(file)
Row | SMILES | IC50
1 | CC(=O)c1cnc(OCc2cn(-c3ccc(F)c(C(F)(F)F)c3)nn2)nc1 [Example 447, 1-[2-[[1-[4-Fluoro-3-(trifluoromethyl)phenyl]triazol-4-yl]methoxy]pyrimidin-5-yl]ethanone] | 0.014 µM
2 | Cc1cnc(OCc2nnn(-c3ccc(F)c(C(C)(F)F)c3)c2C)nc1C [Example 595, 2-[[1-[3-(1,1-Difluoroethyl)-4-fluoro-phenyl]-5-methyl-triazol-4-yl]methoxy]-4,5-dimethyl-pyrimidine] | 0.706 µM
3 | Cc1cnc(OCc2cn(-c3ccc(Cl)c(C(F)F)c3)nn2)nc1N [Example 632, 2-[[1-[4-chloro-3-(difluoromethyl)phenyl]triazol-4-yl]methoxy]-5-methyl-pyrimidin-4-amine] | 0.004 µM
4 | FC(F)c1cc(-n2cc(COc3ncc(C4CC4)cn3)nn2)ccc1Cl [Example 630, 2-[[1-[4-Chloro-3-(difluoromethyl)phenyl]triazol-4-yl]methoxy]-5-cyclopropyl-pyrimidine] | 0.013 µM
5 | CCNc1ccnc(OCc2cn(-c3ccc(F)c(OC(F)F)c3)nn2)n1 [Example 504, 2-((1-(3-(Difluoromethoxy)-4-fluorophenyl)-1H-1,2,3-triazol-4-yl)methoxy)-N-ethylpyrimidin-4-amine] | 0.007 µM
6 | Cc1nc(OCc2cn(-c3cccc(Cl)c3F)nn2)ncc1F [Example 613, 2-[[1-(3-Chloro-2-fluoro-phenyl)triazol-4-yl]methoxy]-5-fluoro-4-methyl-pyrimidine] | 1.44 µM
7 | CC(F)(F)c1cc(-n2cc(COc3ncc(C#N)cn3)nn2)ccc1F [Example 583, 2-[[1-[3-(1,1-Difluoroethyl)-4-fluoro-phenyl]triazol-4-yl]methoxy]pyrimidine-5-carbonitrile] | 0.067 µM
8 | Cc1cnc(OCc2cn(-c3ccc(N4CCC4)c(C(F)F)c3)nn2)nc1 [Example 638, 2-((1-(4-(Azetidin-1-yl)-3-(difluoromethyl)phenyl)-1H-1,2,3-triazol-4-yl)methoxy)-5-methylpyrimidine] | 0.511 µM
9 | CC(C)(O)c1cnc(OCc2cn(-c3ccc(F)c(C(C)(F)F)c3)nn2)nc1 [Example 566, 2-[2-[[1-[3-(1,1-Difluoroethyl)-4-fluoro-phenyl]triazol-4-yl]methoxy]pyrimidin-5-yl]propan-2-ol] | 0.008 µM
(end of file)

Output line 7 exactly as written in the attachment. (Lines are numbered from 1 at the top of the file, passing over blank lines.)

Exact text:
6 | Cc1nc(OCc2cn(-c3cccc(Cl)c3F)nn2)ncc1F [Example 613, 2-[[1-(3-Chloro-2-fluoro-phenyl)triazol-4-yl]methoxy]-5-fluoro-4-methyl-pyrimidine] | 1.44 µM